Public Health Association of BC Public Health Association of BC

Hon. Chantal Petitclerc Statement on Public Health

Hon. Chantal Petitclerc: Honourable colleagues, I rise today to express my appreciation to our public health professionals, including those of the Canadian Public Health Association, for their leadership in the field. All over Canada, these professionals are concerned about our public health systems, which are in jeopardy.

You may remember, twenty years ago, public health in Canada was in disarray. After the SARS crisis in 2003, the Naylor report led to a commitment to strengthen public health across Canada, including the creation of the Public Health Agency of Canada. Unfortunately, the enthusiasm for public health has faded over the years.

Public health professionals are alarmed, with serious concerns that cutbacks and restructuring of public health may further undermine the public health system effectiveness. We, too, should worry.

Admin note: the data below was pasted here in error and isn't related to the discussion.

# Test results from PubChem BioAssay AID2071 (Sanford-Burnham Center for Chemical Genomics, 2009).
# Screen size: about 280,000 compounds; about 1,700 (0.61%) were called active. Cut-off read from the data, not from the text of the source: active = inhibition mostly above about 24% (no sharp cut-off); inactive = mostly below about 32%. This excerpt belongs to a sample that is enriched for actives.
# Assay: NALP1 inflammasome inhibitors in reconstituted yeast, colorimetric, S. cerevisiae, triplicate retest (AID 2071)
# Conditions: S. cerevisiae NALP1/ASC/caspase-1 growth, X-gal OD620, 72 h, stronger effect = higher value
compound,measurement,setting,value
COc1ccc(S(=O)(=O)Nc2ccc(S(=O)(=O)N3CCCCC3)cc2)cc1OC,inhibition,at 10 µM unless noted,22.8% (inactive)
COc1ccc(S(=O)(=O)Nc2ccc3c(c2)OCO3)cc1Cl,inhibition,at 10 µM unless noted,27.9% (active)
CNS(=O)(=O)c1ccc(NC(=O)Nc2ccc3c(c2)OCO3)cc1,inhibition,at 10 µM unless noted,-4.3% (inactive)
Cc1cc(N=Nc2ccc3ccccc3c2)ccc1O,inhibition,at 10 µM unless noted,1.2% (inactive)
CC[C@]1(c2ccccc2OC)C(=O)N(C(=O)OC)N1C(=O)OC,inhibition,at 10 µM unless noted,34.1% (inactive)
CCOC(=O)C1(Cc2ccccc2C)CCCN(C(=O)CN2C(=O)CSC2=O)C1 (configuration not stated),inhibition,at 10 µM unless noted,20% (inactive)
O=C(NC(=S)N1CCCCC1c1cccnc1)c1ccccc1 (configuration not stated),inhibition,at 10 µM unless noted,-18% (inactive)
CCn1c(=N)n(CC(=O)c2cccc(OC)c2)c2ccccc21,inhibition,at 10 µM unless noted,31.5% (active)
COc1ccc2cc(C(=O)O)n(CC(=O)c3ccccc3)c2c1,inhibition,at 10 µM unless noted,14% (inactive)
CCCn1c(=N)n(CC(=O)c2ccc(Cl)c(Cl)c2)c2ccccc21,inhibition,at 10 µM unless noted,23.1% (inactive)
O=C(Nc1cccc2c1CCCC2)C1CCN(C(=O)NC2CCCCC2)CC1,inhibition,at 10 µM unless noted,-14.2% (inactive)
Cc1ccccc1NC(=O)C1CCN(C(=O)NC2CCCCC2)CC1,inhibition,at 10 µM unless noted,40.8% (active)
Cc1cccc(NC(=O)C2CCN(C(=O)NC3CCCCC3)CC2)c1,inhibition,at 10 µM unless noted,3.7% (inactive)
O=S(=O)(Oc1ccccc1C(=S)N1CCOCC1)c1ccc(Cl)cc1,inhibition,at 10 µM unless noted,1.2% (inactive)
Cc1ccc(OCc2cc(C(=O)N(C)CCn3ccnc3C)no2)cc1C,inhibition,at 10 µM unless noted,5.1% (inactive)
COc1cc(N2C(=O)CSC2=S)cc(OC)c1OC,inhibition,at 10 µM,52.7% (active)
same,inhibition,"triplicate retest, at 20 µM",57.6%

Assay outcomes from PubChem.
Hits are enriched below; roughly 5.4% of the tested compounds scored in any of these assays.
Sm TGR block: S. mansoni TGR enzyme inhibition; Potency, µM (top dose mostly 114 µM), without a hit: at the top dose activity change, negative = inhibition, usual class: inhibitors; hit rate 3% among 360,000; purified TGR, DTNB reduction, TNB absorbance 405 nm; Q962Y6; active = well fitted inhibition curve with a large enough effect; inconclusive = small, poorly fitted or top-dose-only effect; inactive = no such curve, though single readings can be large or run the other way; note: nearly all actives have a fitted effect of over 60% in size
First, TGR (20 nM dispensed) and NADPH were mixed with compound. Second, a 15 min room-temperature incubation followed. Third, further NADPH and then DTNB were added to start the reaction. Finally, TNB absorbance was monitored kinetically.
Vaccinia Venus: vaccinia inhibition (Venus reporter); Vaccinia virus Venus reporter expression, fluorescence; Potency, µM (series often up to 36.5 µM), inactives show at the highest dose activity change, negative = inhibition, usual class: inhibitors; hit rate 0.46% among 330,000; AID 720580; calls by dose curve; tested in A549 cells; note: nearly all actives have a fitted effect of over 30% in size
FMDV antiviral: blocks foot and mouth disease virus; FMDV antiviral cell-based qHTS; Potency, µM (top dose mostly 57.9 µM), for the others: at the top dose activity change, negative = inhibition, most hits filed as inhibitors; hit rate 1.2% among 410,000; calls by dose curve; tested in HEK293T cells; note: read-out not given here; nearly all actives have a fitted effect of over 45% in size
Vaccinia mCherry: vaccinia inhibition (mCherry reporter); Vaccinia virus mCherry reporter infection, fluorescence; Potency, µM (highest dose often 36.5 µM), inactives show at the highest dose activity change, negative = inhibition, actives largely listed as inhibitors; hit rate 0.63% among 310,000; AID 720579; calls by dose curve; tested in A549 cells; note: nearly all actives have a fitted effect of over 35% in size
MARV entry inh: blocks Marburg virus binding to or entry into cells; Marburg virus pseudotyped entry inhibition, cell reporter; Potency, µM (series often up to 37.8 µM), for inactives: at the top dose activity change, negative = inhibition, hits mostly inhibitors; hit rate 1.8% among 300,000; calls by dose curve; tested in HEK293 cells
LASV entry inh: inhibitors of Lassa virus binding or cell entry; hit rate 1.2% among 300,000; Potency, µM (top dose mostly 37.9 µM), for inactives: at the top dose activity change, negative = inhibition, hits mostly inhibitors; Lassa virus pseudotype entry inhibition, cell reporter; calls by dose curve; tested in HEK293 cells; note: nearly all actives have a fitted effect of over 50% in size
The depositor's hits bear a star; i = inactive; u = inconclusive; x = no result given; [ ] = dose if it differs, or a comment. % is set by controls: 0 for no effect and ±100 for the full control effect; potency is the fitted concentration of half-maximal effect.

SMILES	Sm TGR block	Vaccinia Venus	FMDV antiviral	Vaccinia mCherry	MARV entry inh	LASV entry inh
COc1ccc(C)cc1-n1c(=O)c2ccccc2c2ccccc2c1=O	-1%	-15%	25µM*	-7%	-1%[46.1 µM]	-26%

Saskatchewan, New Brunswick, P.E.I. and Newfoundland have undergone serious restructuring. We have seen cutbacks in Quebec. The Ontario government is cutting $200 million a year from public health.

In a recent article, Senator Eggleton reminded us that public health receives only 3 per cent to 4 per cent of health care funding. These cutbacks and restructuring efforts only add to the burden on our already underfunded public health systems.

As many senators have pointed out, the recent measles outbreaks highlight the importance of vaccination, as well as disease prevention and health promotion in general. Disease prevention and health promotion programs often have long-term economic benefits. The sign that these programs are working is that nothing is happening. But something could always go wrong, and that is the scenario that all levels of government must avoid at any cost by listening to our public health professionals.

In closing, I want to read you another quote from the Naylor report that I think still applies today:

Public health is taken for granted until disease outbreaks occur, whereupon a brief flurry of lip service leads to minimal investments and little change in public health infrastructure or priorities. This cycle must end.

Thank you very much.